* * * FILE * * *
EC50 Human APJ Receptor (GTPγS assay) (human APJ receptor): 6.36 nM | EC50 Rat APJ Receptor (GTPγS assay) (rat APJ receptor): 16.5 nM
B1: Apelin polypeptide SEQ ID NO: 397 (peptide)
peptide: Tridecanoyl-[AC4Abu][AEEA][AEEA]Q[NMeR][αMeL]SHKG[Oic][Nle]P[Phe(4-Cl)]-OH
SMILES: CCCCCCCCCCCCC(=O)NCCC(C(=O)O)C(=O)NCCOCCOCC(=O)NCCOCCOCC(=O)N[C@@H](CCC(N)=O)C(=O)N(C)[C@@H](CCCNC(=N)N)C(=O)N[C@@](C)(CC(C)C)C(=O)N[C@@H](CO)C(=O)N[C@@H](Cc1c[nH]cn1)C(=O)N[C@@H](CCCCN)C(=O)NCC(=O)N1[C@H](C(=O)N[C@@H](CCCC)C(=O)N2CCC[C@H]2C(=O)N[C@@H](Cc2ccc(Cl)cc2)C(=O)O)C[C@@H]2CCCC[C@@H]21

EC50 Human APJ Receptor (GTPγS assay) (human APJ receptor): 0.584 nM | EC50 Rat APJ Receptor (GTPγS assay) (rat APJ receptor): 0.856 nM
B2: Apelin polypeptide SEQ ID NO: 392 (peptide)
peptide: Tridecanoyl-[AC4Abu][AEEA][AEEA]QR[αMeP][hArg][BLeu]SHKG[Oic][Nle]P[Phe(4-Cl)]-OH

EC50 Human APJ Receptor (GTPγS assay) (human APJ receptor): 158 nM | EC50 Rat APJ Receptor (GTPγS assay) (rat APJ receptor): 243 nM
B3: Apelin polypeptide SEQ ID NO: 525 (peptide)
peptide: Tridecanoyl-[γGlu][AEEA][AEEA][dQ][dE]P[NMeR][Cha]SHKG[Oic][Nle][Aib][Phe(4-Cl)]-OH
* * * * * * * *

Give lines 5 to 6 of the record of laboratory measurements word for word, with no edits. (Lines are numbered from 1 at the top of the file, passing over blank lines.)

EC50 Human APJ Receptor (GTPγS assay) (human APJ receptor): 0.584 nM | EC50 Rat APJ Receptor (GTPγS assay) (rat APJ receptor): 0.856 nM
B2: Apelin polypeptide SEQ ID NO: 392 (peptide)